Wayne joined us around 2 pm for our afternoon outing. He's another sfsailing.com crew list contact and a new SF resident. We raised full main just outside the marina entrance and pot out full jib as we headed out into the central bay.
We headed north toward the lee side of Angel Island initially, then headed up to head for the weather side, before changing our mind again and heading north as the IMX race boat HAWKEYE passed astern of us. Olivier races on this boat but he was not aboard-- guess they were out practicing or maybe just cruising around.
Despite the somewhat inclement conditions-- mistyness and overcast skies-- there were quite a few cruisers out on the bay, like this Catalina named Ardellee that was heading toward the Bay Bridge.
The gate was socked in with fog and the western portion of the central bay was socked in with fog and overcast, but some patches of blue were visible in the north as we headed that direction.
We headed over toward Berkeley Circle where we could see the fleet of race boats engaged in a regatta and here some J105s were heading upwind and downwind.
A fleet of Express 24s were also involved in the regatta.
Here one of the stragglers of the J105 fleet is heading for the windward mark while boats in the Express fleet are heading downwind.
We doused the jib and hung around the windward mark to watch some of the roundings and here BLACKHAWK is charging downwind after setting her spinnaker.
ONE TRICK PONY is heading our way with crew on the rail...
and soon after she tacked to head for the mark.
We also watched as some of the J24 fleet rounded the mark and headed downwind under spinnaker.
Little Wing.. a J24. was looking good as she headed downwind after rounding the windward mark.
NIRVANA, one of the stragglers of the J105 fleet was heading downwind and looking good at this time.
Vitamin J, one of the stragglers of the J24 fleet was dousing her jib as she headed downwind under spinnaker and looking good.
After the last of the fleets rounded the marks on their last leg of the race, we headed north again, pulling out some jib, sailing through some light rain, and soon spotted this lovely boat heading our way under cruising spinnaker.
We soon headed up toward the east mouth of Raccoon Straits, enjoying views of Angel Island and the Straits with dramatic skies overhead.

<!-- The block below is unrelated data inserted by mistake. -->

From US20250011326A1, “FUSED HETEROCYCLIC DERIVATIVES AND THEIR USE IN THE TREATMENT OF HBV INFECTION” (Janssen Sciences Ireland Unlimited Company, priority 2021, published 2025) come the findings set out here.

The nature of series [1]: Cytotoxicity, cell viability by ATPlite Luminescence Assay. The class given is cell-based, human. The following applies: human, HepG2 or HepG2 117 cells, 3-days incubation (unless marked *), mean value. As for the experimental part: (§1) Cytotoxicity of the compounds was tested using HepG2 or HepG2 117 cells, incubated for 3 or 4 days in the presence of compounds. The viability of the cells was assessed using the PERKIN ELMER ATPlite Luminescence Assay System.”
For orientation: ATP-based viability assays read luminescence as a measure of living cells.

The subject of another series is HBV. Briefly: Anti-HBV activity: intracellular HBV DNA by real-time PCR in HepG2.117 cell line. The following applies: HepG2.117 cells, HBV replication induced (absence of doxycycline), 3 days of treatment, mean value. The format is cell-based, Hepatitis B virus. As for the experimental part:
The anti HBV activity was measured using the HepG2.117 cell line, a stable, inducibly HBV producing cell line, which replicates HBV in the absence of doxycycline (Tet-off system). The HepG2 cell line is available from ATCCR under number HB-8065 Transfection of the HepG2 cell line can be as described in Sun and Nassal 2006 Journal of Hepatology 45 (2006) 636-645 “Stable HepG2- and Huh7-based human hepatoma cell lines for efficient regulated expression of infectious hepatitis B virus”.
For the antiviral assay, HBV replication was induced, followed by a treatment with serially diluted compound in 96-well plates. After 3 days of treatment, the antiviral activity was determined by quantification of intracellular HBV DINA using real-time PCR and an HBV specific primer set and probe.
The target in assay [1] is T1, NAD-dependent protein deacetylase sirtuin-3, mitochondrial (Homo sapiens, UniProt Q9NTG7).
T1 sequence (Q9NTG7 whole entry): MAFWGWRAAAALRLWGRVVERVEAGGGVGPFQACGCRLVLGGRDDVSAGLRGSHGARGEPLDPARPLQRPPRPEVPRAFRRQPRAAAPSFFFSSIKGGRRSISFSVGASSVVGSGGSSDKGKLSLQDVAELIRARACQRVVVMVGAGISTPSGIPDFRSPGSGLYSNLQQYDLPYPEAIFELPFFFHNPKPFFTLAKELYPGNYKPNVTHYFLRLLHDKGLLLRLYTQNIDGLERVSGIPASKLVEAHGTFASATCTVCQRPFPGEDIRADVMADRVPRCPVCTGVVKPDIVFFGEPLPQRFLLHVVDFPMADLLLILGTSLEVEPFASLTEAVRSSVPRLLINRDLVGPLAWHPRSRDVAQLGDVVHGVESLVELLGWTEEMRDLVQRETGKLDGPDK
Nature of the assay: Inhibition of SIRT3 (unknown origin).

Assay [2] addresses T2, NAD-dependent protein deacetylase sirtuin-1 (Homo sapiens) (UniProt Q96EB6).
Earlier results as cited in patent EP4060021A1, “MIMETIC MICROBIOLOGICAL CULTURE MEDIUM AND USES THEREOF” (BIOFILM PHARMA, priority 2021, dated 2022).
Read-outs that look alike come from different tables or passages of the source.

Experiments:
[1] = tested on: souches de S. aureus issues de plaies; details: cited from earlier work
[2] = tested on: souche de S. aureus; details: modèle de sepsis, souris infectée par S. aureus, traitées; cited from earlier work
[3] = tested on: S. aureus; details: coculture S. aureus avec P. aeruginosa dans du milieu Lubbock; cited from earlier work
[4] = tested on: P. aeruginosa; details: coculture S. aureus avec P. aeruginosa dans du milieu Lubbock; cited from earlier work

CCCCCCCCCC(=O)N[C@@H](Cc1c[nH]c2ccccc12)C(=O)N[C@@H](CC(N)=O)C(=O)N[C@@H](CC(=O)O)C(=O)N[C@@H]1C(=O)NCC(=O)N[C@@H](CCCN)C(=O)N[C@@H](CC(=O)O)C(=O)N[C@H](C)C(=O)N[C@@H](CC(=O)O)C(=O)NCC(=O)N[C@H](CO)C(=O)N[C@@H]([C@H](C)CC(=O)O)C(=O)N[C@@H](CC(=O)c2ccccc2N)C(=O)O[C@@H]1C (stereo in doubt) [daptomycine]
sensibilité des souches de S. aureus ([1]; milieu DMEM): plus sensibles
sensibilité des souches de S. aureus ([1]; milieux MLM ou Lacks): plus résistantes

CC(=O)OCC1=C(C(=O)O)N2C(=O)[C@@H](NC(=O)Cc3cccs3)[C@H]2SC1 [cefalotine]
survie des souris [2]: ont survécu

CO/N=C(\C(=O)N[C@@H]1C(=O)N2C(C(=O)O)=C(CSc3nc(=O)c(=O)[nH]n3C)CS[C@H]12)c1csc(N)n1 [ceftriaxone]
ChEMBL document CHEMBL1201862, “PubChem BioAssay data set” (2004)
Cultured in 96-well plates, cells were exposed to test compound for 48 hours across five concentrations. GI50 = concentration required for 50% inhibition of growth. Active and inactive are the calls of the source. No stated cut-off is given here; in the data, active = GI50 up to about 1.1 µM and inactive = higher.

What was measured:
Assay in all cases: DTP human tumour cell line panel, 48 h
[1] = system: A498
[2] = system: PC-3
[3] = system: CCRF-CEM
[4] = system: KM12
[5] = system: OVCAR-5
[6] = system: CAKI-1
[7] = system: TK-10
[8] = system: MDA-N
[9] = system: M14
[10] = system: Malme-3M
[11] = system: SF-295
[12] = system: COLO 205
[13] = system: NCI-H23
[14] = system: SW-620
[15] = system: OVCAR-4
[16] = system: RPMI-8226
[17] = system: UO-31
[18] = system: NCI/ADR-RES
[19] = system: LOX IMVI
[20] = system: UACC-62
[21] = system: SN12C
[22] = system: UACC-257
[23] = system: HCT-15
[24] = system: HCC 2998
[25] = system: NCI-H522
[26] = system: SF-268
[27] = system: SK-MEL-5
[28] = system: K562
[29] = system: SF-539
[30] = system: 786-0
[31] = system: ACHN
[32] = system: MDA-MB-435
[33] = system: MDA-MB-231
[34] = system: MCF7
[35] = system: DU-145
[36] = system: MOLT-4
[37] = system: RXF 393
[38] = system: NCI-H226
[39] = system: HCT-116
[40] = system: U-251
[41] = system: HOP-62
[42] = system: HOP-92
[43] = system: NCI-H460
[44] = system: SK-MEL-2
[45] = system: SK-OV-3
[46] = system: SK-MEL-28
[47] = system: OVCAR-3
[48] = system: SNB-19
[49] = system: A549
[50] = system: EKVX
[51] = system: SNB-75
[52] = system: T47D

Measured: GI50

Wayne was enjoying his time at the helm as we headed for Raccoon Straits on close reach port tack, now with full canvas and sailing nicely in perfect full canvas winds.
As we approached the north end of the east mouth of the straits, this nice Catalina passed in front of us, looking good as she sailed across the mouth of the straits.
This sailboat with a large genoa was appraoched form our port side, and we owed her right of way but soon could tell that we would pass well in front of her.
After we passed her, we tacked to the southeast to sail across the mouth of the straits toward Angel Island, and tacked to the west after approaching the shore, passing this lovely Beneteau heading east.
That Catalina that earlier passed in front of us was now tacking into the straits, but further north of us, and in some sunshine.
The buoy field in Ayala Cove had just a few boats tied up there.
Only a couple of boats were at the docks of the small marina.
Another shift in the wind forced us to change course toward Angel Island and we needed a couple more tacks to exit the straits, fortunate to have a relatively consistent breeze with no wind holes between Belvedere and Angel, so we were soon headed south on starboard tack in a lovely breeze and enjoying views of the skies over Richardson Bay...
.. and Belvedere and Tiburon.
The gate was still mostly socked in with fog as we headed toward home port with Alcatraz sometimes visible, sometimes not as we corssed the bay, but then skies cleared dramatically after we doused sail in the lee of pier 35.
We motored into the marina and landed okay with a strong flood current flowing through the marina that banged us against the dock on the starboard side as we entered the slip. It was an invigorating outing with many different climatic conditions during a few hours of sailing.